By Consumers for Quality Care, on May 11, 2022
According to CNBC, a new report from the Consumer Financial Protection Bureau (CFPB) found that complaints jumped 31 percent from 2018 to 2021 about debt collectors attempting to get consumers to pay off medical debt that doesn’t exist.
“Many Americans feel forced to pay medical bills that they have already paid or never owed to begin with,” said CFPB Director Rohit Chopra.
Just last year, 15 percent of all debt-collection complaints were about attempts to collect medical debt. Of these complaints, about half were cases where the consumer did not owe any money.
Medical debt, which amounts to roughly $88 billion in the United States, is still a big issue. Recently, credit reporting companies announced new rules that will loosen medical debt reporting requirements that often make it difficult for Americans to improve their credit scores or secure a home loan. The White House also announced new actions to lessen the burden of medical debt and increase consumer protections. Congress is now looking into several proposals that would prohibit the inclusion of “medically necessary” debt.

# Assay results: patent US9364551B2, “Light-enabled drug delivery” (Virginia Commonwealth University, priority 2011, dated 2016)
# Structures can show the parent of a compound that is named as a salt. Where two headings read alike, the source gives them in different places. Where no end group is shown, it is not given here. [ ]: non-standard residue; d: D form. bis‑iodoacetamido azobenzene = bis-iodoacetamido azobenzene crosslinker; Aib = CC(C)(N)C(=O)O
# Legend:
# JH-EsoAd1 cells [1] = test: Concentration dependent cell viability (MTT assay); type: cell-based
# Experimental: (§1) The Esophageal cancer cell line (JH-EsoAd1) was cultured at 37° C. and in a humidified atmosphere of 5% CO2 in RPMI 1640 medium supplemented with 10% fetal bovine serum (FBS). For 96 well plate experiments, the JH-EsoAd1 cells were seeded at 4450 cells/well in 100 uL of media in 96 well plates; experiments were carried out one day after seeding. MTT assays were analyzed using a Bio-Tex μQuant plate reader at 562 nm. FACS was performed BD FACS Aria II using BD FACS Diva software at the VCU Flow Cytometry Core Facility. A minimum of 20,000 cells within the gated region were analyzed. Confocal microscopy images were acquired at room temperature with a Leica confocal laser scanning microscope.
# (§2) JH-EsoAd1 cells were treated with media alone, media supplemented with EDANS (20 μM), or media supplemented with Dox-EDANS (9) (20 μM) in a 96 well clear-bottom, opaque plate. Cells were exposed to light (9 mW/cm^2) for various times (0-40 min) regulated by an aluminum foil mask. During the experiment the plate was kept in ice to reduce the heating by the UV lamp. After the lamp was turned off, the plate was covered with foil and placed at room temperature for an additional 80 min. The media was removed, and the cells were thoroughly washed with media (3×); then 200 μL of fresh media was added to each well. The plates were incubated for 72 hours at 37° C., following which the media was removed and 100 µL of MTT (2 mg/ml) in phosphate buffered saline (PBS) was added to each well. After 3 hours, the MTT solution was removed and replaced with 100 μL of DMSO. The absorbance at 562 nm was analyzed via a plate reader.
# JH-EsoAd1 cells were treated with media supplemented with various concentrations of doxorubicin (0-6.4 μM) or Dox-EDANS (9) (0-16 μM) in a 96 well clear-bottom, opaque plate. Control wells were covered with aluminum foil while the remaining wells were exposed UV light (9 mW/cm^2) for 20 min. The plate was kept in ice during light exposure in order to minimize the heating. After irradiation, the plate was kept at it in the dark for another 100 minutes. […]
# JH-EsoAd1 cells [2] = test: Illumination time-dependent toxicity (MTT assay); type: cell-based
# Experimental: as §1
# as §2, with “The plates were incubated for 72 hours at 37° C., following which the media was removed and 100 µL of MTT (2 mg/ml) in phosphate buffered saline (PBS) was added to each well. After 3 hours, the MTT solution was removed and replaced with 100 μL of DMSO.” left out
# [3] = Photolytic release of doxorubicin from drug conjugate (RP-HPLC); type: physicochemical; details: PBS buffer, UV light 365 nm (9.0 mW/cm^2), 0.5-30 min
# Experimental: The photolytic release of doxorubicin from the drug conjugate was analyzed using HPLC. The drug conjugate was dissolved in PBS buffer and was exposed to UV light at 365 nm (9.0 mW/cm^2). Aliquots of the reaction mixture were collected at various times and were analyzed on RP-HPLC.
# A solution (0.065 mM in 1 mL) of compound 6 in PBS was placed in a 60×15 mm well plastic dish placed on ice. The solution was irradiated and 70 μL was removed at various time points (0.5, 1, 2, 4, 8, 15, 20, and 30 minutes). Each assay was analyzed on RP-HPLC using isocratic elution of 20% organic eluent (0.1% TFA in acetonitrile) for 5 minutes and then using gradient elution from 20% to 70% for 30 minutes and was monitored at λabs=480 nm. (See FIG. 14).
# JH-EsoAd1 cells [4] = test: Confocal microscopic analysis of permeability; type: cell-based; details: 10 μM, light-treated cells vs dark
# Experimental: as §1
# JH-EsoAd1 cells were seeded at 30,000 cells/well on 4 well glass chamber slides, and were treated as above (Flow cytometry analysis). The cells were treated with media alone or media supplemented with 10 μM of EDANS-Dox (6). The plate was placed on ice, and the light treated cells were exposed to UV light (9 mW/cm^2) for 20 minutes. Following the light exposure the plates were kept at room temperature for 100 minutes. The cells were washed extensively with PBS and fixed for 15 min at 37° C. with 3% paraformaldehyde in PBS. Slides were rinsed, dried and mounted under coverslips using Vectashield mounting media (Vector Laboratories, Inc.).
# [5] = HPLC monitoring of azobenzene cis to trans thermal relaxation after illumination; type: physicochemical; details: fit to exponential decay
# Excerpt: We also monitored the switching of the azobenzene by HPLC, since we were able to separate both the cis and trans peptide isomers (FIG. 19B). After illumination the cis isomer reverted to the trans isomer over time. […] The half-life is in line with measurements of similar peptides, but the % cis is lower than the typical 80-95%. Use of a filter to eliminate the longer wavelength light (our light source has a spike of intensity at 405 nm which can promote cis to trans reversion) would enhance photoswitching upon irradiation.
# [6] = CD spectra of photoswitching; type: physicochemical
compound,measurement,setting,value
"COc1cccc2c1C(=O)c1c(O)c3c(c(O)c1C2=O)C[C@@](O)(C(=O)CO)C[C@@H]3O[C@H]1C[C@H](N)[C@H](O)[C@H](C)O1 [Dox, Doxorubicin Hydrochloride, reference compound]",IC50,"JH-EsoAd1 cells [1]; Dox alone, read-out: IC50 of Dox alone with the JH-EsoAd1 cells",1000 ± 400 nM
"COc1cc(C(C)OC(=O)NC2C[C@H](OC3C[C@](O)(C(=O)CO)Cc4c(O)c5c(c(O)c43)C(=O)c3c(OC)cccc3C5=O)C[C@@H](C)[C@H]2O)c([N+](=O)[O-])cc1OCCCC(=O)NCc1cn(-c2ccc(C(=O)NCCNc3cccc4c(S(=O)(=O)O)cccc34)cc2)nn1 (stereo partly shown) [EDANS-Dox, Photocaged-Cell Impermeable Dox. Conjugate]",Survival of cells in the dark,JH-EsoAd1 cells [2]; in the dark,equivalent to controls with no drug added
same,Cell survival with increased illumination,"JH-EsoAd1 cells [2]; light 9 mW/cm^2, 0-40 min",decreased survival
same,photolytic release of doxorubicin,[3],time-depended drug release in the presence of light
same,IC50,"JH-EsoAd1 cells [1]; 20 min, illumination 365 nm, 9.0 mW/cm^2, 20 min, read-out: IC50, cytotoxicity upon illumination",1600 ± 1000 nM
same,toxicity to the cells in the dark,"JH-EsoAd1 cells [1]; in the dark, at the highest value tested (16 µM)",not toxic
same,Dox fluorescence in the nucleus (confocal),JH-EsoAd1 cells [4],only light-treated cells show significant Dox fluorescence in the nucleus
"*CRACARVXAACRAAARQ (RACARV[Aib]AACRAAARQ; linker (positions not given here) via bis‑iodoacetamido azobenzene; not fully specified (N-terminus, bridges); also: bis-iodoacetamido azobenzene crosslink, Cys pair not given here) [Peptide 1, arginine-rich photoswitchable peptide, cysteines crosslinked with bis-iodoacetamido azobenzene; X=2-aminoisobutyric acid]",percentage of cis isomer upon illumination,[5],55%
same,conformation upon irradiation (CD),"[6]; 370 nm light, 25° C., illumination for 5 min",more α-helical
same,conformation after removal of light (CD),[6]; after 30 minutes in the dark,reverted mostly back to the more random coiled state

Predatory medical debt collection tactics, especially for debt that doesn’t even exist, have no place in health care. CQC also urges lawmakers and the administration to continue to address the medical debt crisis, particularly sources of debt such as toxic hospital billing practices, high deductibles and junk insurance plans.